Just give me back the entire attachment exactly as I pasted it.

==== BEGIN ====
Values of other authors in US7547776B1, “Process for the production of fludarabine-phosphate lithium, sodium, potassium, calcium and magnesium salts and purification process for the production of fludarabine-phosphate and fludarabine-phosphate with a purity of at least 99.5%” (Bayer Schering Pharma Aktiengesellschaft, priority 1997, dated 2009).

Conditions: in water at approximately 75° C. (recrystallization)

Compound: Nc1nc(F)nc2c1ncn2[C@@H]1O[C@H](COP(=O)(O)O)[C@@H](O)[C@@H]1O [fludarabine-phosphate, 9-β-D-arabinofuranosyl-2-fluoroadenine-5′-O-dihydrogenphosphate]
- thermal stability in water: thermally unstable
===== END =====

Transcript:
Values of other authors in US7547776B1, “Process for the production of fludarabine-phosphate lithium, sodium, potassium, calcium and magnesium salts and purification process for the production of fludarabine-phosphate and fludarabine-phosphate with a purity of at least 99.5%” (Bayer Schering Pharma Aktiengesellschaft, priority 1997, dated 2009).

Conditions: in water at approximately 75° C. (recrystallization)

Compound: Nc1nc(F)nc2c1ncn2[C@@H]1O[C@H](COP(=O)(O)O)[C@@H](O)[C@@H]1O [fludarabine-phosphate, 9-β-D-arabinofuranosyl-2-fluoroadenine-5′-O-dihydrogenphosphate]
- thermal stability in water: thermally unstable